as possible.

Milton plans meetings
City Council will meet
in executive session at 4
p.m. Feb. 2 in the council
chambers of City Hall.
Milton's Public Works
Committee will meet at
8:30 a.m. Feb. 3 in confer-
ence room B of City Hail.'
Physical Plant and
Insurance Committee will
meet at 3 p.m. Feb. 4 in
conference room B of City
Economic Develop-
ment Committee will meet
at 3 p.m. Feb. 5 in confer-
ence room B of City Hall.
All meetings are open
to the public. Locations
of all meetings are at 6738
Dixon St. in Milton. Call
983-5411. for more infor-

Olive Garden offers
food for homeless
Every first Wednesday
of the month, New Life

Deliverance Temple and
the Fort Walton Beach Ol-
ive Garden have teamed
up to serve meals to the
homeless from 5-6 p.m.
(unless the food runs out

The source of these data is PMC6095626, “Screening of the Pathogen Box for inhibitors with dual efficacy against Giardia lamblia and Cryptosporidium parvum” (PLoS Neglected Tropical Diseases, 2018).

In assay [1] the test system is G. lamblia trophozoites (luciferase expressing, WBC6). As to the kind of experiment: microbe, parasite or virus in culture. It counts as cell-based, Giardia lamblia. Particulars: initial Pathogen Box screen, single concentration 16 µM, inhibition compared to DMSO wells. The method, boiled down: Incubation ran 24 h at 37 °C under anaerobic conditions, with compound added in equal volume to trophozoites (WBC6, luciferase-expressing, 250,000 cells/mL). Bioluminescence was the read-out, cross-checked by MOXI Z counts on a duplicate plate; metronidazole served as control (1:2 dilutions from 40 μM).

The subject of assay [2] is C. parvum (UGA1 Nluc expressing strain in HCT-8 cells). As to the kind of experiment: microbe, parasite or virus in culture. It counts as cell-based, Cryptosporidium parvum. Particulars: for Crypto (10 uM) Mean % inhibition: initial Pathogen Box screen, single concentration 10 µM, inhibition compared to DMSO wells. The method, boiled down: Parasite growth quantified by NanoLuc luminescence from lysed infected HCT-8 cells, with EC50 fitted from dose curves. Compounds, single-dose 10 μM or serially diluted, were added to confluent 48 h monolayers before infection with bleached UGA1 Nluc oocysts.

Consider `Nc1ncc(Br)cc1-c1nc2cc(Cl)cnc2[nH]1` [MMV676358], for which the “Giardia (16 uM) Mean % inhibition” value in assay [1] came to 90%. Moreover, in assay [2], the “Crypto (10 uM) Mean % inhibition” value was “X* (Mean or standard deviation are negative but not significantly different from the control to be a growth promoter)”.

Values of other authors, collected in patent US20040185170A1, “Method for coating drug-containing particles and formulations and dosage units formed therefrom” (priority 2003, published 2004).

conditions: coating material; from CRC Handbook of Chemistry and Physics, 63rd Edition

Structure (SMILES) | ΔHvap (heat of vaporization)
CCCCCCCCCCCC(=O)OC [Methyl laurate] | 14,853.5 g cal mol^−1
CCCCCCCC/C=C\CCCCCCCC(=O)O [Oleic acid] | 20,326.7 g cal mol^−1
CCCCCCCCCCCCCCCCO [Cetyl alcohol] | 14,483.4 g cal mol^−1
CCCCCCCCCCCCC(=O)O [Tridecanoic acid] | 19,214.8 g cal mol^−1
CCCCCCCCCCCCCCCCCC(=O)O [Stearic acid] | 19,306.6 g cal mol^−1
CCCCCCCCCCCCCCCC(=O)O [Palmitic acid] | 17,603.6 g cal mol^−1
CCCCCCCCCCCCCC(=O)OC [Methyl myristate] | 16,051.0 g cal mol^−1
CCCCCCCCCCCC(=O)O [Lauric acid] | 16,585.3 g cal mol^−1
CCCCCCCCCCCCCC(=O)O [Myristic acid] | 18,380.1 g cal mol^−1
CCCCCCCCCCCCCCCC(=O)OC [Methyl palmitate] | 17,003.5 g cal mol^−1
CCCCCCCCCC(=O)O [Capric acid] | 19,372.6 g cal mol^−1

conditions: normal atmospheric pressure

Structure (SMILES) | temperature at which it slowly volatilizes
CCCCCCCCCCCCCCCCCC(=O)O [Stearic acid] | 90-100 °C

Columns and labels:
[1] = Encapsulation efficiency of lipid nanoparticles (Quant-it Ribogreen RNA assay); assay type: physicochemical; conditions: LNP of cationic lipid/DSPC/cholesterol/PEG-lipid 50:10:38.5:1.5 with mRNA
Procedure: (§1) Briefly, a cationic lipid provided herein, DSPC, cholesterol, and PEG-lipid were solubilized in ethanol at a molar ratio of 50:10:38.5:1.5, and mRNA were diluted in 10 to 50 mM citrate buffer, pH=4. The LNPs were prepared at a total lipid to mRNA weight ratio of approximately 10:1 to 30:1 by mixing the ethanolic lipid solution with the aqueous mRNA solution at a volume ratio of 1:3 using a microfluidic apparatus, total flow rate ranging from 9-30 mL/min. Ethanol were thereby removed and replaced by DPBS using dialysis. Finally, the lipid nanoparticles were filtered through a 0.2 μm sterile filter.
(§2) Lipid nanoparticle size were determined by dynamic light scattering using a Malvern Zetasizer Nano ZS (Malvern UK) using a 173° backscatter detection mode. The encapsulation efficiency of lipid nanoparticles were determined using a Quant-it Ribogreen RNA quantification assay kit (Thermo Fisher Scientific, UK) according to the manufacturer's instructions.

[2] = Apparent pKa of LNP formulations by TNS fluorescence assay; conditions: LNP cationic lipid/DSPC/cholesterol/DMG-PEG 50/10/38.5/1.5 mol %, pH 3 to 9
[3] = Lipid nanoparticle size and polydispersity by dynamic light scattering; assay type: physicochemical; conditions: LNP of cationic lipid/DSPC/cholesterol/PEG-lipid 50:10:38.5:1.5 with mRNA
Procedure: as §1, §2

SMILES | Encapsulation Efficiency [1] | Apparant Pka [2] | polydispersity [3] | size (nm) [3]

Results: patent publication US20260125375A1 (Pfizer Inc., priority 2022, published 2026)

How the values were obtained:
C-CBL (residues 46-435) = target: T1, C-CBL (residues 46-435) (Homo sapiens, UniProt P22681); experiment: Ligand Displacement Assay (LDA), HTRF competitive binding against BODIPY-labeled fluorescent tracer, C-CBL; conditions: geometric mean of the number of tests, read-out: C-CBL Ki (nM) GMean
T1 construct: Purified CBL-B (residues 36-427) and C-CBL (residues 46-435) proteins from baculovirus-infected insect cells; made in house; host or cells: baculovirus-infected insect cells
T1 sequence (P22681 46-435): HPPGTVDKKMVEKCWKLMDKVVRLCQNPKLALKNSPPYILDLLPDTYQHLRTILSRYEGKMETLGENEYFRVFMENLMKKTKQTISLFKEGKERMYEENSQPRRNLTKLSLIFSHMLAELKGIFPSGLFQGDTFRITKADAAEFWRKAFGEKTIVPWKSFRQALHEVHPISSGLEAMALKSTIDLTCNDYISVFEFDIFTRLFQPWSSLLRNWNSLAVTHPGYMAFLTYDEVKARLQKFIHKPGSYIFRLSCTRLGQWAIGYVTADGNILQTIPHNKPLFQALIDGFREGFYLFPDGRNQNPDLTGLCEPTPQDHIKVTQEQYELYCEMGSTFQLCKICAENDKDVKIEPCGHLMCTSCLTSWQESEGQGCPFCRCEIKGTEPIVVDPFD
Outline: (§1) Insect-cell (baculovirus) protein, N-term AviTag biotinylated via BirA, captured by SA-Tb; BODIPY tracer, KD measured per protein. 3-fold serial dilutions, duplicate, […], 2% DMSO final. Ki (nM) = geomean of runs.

before 6 p.m.)
Soup, salad and bread
will be served at 2105 Pan-
handle Trail in Navarre,
one traffic light west of
Walmart onHwy. 98.
People who have been
evicted; lost their perma-
nent home; are unable to
maintain regular, safe, ad-
equate shelter; have had
to move in with another
family in order to support
their family; live in tem-
porary shelters; or have
to live in the open air are
welcome. Call 939-4081 for
more information.

Program offers free
eye exams, glasses
Beginning Feb, 5, pa-
tients with low or fixed
incomes and no insurance
can call to see if they qual-
ify for the free eye exams
and glasses under the
"Doctors With A Heart"
program. Appointments
will be scheduled until all
times have been filled. Pa-
tients needing glasses will
be offered a select group
of frames to choose from
and lenses at no charge.